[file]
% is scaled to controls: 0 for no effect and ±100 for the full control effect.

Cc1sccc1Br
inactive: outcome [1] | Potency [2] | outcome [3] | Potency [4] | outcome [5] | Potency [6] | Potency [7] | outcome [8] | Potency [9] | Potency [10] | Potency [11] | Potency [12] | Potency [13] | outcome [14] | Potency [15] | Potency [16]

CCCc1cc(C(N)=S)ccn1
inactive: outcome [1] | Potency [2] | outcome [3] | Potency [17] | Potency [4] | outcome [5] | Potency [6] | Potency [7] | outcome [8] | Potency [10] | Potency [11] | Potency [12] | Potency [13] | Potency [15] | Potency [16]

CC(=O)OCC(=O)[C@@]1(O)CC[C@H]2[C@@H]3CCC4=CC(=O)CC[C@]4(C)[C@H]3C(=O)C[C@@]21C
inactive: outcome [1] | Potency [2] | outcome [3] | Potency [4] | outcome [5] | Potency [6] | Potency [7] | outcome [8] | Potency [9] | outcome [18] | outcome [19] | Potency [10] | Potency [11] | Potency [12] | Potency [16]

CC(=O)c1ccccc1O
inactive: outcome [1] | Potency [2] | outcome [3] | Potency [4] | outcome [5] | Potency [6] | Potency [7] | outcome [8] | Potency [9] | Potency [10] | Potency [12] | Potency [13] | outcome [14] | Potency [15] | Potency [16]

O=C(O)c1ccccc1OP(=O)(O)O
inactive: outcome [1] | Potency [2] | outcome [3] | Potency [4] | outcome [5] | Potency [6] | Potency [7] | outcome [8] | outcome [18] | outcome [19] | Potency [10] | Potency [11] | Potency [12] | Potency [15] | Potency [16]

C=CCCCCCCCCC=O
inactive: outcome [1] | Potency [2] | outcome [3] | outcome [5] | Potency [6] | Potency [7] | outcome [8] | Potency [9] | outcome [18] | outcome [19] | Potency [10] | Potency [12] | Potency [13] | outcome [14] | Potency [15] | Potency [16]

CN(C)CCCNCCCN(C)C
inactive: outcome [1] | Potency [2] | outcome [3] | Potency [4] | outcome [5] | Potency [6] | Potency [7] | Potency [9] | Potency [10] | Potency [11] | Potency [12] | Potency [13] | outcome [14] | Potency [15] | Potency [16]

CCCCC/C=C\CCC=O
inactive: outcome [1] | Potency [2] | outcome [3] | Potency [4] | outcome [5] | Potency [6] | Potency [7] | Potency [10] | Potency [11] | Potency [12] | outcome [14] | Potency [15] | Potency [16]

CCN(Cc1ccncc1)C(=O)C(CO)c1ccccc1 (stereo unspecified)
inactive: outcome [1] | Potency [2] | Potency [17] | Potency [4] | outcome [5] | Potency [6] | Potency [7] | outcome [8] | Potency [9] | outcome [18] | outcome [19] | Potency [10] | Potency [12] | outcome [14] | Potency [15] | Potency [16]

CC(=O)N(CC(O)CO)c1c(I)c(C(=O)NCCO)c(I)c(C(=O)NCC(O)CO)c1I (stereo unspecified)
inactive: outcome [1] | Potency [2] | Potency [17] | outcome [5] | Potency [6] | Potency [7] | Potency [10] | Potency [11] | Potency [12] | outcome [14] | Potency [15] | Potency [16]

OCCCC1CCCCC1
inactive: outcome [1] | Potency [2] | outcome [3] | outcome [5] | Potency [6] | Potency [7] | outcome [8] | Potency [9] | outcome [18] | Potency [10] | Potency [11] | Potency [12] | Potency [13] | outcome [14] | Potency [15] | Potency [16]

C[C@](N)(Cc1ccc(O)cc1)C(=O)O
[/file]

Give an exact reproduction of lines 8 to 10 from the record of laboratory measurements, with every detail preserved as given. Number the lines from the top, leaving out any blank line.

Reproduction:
CC(=O)c1ccccc1O
inactive: outcome [1] | Potency [2] | outcome [3] | Potency [4] | outcome [5] | Potency [6] | Potency [7] | outcome [8] | Potency [9] | Potency [10] | Potency [12] | Potency [13] | outcome [14] | Potency [15] | Potency [16]

O=C(O)c1ccccc1OP(=O)(O)O